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GAR 100 - 10th Edition

Winston & Strawn

10 March 2017

Acting for Ukraine in Russia-related matters

Pending cases as counsel 21
Value of pending counsel work US$15 billion+
Treaty cases 7
Current arbitrator appointments 12 (of which 8 are as sole or chair)
Lawyers sitting as arbitrator 4

Winston & Strawn has had arbitration specialists in the United States and Europe for many years – but the line-up has changed a fair amount.

The origins of the group go back to 1993, when the firm merged with Geneva boutique Surrey & Morse. It was a unique local outfit comprising US litigators and Swiss lawyers who undertook World Trade Organization work and advocacy before international tribunals, especially the Iran-US Claims Tribunal.

The practice later expanded to Paris, Washington DC and Hong Kong, but the growth period was followed by a slump, as various chunks of the team migrated to other firms.

Things steadied in 2011 with the hire of Mark Bravin and Don Wallace from the arbitration team at Morgan Lewis & Bockius in DC, and a year later the firm recruited Joe Tirado, one of the leaders of Norton Rose’s arbitration group. Bravin and Tirado co-chaired the practice until 2015, and helped to develop the firm’s reputation for Latin America and CIS-related work in particular.

However, the practice has had another shake-up recently after Winston closed its Geneva office in 2015 and various members of the team retired or left for other firms – among them Tirado, Bravin and Wallace.

The arbitration practice is now chaired by Ricardo Ugarte, who’s been with Winston for more than 20 years and now divides his time between Chicago and London. In late 2016, the London office also recruited Michael Stepek, former head of international arbitration at Akin Gump Strauss Hauer & Feld in Geneva.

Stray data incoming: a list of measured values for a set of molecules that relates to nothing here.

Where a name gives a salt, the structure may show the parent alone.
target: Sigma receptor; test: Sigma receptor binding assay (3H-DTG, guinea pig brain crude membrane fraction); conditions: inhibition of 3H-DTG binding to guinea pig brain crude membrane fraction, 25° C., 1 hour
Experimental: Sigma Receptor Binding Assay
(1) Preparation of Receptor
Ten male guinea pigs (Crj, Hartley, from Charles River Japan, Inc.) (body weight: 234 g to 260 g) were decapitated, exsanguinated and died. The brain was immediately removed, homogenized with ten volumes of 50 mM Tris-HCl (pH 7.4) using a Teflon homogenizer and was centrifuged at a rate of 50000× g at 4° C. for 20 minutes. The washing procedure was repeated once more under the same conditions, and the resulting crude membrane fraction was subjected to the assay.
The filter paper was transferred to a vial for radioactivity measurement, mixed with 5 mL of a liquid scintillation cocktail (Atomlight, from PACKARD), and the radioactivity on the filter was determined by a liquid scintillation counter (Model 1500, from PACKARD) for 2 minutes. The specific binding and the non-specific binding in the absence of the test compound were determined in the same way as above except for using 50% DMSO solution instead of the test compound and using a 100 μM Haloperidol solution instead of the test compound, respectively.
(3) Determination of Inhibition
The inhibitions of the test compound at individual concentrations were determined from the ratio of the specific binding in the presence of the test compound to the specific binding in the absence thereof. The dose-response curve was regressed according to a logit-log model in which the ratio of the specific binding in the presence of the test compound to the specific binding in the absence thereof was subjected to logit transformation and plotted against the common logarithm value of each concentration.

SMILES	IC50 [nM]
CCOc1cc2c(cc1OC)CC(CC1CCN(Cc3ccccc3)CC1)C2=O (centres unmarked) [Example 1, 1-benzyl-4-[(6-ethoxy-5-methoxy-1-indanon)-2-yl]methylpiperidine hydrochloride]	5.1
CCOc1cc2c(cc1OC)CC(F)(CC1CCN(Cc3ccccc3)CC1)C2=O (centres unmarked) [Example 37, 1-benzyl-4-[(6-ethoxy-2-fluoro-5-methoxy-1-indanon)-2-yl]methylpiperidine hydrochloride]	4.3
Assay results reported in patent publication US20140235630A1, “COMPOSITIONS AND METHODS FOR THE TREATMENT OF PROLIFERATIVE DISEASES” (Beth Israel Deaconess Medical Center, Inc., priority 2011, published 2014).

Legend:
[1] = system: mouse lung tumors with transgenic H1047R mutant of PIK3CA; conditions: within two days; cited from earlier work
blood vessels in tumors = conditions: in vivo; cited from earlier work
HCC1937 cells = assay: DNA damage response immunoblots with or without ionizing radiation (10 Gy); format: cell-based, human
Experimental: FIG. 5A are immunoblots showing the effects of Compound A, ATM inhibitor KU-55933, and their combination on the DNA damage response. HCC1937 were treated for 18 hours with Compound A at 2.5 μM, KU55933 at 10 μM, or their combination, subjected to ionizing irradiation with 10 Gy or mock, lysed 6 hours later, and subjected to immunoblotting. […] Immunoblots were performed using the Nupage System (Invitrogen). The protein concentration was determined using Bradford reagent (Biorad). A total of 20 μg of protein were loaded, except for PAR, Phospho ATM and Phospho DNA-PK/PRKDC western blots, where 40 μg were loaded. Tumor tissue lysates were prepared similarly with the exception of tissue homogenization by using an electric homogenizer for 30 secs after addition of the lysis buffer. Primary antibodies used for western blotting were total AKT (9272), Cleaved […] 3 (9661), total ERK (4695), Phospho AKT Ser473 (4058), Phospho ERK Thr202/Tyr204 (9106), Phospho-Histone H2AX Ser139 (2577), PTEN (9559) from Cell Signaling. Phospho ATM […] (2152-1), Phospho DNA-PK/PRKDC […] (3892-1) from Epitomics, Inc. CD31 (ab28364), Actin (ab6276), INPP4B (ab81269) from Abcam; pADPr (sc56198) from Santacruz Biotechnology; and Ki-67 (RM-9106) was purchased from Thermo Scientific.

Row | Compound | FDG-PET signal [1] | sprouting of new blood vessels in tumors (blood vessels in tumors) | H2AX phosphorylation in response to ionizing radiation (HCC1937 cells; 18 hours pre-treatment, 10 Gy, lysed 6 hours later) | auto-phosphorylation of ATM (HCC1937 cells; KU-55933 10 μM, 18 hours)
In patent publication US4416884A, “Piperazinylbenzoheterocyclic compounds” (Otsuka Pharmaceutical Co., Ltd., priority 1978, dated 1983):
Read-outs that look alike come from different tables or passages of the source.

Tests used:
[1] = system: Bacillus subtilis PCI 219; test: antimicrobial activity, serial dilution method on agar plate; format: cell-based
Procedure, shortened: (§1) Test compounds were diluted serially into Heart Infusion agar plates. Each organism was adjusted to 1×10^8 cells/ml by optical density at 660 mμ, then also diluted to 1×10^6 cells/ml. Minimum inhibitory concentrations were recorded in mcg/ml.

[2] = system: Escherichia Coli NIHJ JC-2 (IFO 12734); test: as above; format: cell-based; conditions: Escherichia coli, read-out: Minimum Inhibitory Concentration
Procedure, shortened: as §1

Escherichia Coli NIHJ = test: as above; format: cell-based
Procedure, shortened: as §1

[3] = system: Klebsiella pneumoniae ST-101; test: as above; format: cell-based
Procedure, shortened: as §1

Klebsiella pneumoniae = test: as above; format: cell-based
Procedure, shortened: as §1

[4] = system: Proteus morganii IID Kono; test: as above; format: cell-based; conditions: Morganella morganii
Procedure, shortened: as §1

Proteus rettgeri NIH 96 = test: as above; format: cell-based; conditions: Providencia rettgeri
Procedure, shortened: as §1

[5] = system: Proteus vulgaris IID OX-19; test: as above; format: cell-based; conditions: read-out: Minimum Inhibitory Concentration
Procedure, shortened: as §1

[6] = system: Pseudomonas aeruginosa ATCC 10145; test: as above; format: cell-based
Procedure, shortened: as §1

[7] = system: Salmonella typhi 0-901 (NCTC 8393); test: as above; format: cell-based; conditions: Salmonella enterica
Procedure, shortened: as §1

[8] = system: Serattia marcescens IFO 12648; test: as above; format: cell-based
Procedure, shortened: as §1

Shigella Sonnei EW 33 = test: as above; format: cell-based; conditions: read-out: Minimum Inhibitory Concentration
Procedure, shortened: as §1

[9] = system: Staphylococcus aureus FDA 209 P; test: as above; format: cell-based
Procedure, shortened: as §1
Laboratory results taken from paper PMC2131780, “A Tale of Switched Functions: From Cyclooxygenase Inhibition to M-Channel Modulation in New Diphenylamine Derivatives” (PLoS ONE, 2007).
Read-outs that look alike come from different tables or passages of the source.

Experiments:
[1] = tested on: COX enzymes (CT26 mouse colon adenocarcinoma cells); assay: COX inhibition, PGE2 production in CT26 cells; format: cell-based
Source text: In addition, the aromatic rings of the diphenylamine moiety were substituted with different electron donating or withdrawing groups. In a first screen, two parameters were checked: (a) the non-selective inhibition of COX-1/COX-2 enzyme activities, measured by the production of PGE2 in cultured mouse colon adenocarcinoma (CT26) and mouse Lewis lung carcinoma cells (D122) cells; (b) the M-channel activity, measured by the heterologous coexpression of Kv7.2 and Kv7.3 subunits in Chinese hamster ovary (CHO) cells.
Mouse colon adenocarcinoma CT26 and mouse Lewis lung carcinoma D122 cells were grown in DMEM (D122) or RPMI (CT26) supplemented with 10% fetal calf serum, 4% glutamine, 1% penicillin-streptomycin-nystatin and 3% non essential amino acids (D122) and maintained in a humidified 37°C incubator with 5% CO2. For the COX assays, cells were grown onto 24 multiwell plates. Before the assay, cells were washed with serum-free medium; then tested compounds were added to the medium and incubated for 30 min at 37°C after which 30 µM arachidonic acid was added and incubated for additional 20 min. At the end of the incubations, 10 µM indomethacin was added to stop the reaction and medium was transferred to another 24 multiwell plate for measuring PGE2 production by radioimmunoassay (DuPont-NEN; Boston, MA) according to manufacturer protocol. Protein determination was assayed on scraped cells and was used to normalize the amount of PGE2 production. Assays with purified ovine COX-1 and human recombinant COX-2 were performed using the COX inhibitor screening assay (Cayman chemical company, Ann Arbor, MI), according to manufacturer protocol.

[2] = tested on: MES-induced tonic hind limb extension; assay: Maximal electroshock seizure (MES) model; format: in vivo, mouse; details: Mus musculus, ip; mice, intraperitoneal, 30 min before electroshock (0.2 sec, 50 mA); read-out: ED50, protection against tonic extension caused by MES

Other names to know are Eric Bloom and Tomás Leonard in DC, who are part of the investment arbitration team; and former Renault in-house counsel Philippe Cavalieros in Paris.

Network

The main offices for arbitration are DC, Paris, London, New York, Hong Kong and, to a lesser extent, Chicago and Houston. There are also people in Brussels, Beijing and San Francisco.

Who uses it?

States, for the most part. The team has for a long time represented Ecuador in a range of arbitration and US court matters, including Chevron’s US$9 billion denial of justice claim at the Permanent Court of Arbitration in The Hague.

It has also acted for Chile in the interminable Víctor Pey Casado proceedings at ICSID (concerning a newspaper expropriated by the Pinochet regime) and helped Jordan prevail in another ICSID matter. Other recent state clients include Romania, Kyrgyzstan, Kazakhstan and Ukraine.

But there are some investors on the books too. At ICSID, it’s acting for Jordanian-Lebanese businessman Michael Dagher in a telecoms-related claim against Sudan; French voucher company Sodexo in a case against Hungary and US mining company Dominian Minerals (against Panama).

It’s also acting for an investor in one of the growing number of Energy Charter Treaty claims against Italy relating to that country’s renewable energy reforms; and has advised Philip Morris Asia and Gazprom in investment treaty matters.

For commercial cases, clients include McDonald’s International, Mandarin Oriental Hotel Group, Abbott Laboratories, Alstom, Lear Corporation, Motorola, Symbion Power, engineering consultancy AMEC and US manufacturer PPG.